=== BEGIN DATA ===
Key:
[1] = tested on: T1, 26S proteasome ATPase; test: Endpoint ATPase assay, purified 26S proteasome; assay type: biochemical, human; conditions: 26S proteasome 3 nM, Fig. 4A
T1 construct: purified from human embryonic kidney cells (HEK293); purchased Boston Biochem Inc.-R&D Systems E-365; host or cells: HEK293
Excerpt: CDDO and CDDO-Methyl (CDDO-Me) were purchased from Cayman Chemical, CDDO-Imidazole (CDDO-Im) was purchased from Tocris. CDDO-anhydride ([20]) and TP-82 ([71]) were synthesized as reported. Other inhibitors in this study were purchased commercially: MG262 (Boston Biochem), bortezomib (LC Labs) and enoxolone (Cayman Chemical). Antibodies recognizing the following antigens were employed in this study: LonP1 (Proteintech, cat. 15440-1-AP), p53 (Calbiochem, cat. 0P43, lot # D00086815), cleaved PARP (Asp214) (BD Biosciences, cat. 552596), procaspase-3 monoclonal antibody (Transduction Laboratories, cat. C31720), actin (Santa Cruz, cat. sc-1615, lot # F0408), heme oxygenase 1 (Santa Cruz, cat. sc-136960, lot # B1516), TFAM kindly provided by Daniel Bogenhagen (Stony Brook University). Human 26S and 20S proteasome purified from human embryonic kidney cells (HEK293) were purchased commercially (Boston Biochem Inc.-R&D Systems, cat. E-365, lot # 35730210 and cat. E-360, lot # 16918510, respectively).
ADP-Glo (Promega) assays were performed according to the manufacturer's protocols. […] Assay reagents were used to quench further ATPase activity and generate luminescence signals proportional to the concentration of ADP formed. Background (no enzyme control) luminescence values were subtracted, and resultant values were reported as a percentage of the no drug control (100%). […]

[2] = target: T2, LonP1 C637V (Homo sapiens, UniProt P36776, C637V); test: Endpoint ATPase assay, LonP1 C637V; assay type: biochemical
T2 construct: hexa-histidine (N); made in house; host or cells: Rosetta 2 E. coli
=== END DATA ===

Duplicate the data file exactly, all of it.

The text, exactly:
Key:
[1] = tested on: T1, 26S proteasome ATPase; test: Endpoint ATPase assay, purified 26S proteasome; assay type: biochemical, human; conditions: 26S proteasome 3 nM, Fig. 4A
T1 construct: purified from human embryonic kidney cells (HEK293); purchased Boston Biochem Inc.-R&D Systems E-365; host or cells: HEK293
Excerpt: CDDO and CDDO-Methyl (CDDO-Me) were purchased from Cayman Chemical, CDDO-Imidazole (CDDO-Im) was purchased from Tocris. CDDO-anhydride ([20]) and TP-82 ([71]) were synthesized as reported. Other inhibitors in this study were purchased commercially: MG262 (Boston Biochem), bortezomib (LC Labs) and enoxolone (Cayman Chemical). Antibodies recognizing the following antigens were employed in this study: LonP1 (Proteintech, cat. 15440-1-AP), p53 (Calbiochem, cat. 0P43, lot # D00086815), cleaved PARP (Asp214) (BD Biosciences, cat. 552596), procaspase-3 monoclonal antibody (Transduction Laboratories, cat. C31720), actin (Santa Cruz, cat. sc-1615, lot # F0408), heme oxygenase 1 (Santa Cruz, cat. sc-136960, lot # B1516), TFAM kindly provided by Daniel Bogenhagen (Stony Brook University). Human 26S and 20S proteasome purified from human embryonic kidney cells (HEK293) were purchased commercially (Boston Biochem Inc.-R&D Systems, cat. E-365, lot # 35730210 and cat. E-360, lot # 16918510, respectively).
ADP-Glo (Promega) assays were performed according to the manufacturer's protocols. […] Assay reagents were used to quench further ATPase activity and generate luminescence signals proportional to the concentration of ADP formed. Background (no enzyme control) luminescence values were subtracted, and resultant values were reported as a percentage of the no drug control (100%). […]

[2] = target: T2, LonP1 C637V (Homo sapiens, UniProt P36776, C637V); test: Endpoint ATPase assay, LonP1 C637V; assay type: biochemical
T2 construct: hexa-histidine (N); made in house; host or cells: Rosetta 2 E. coli